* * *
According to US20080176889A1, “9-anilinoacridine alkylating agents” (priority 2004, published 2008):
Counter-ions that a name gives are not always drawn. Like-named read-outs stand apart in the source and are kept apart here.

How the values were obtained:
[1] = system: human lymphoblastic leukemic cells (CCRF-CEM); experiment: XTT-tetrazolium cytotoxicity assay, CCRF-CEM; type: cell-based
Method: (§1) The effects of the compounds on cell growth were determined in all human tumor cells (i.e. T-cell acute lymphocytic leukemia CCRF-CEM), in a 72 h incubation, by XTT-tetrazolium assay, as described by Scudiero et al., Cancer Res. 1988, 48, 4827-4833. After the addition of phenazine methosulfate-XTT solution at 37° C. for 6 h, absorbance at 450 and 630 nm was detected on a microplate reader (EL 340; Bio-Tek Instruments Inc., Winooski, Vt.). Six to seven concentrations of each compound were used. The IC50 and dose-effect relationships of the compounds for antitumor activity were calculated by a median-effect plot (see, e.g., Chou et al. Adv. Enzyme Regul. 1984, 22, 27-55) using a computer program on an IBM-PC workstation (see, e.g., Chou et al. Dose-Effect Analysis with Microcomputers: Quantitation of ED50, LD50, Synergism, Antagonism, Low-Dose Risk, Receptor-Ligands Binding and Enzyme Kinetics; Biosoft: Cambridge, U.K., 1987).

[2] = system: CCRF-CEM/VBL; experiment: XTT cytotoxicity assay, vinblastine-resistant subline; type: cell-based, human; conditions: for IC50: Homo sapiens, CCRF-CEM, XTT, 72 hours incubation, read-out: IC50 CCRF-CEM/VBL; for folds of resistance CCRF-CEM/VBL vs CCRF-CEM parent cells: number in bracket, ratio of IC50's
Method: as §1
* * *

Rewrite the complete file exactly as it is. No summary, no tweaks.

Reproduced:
According to US20080176889A1, “9-anilinoacridine alkylating agents” (priority 2004, published 2008):
Counter-ions that a name gives are not always drawn. Like-named read-outs stand apart in the source and are kept apart here.

How the values were obtained:
[1] = system: human lymphoblastic leukemic cells (CCRF-CEM); experiment: XTT-tetrazolium cytotoxicity assay, CCRF-CEM; type: cell-based
Method: (§1) The effects of the compounds on cell growth were determined in all human tumor cells (i.e. T-cell acute lymphocytic leukemia CCRF-CEM), in a 72 h incubation, by XTT-tetrazolium assay, as described by Scudiero et al., Cancer Res. 1988, 48, 4827-4833. After the addition of phenazine methosulfate-XTT solution at 37° C. for 6 h, absorbance at 450 and 630 nm was detected on a microplate reader (EL 340; Bio-Tek Instruments Inc., Winooski, Vt.). Six to seven concentrations of each compound were used. The IC50 and dose-effect relationships of the compounds for antitumor activity were calculated by a median-effect plot (see, e.g., Chou et al. Adv. Enzyme Regul. 1984, 22, 27-55) using a computer program on an IBM-PC workstation (see, e.g., Chou et al. Dose-Effect Analysis with Microcomputers: Quantitation of ED50, LD50, Synergism, Antagonism, Low-Dose Risk, Receptor-Ligands Binding and Enzyme Kinetics; Biosoft: Cambridge, U.K., 1987).

[2] = system: CCRF-CEM/VBL; experiment: XTT cytotoxicity assay, vinblastine-resistant subline; type: cell-based, human; conditions: for IC50: Homo sapiens, CCRF-CEM, XTT, 72 hours incubation, read-out: IC50 CCRF-CEM/VBL; for folds of resistance CCRF-CEM/VBL vs CCRF-CEM parent cells: number in bracket, ratio of IC50's
Method: as §1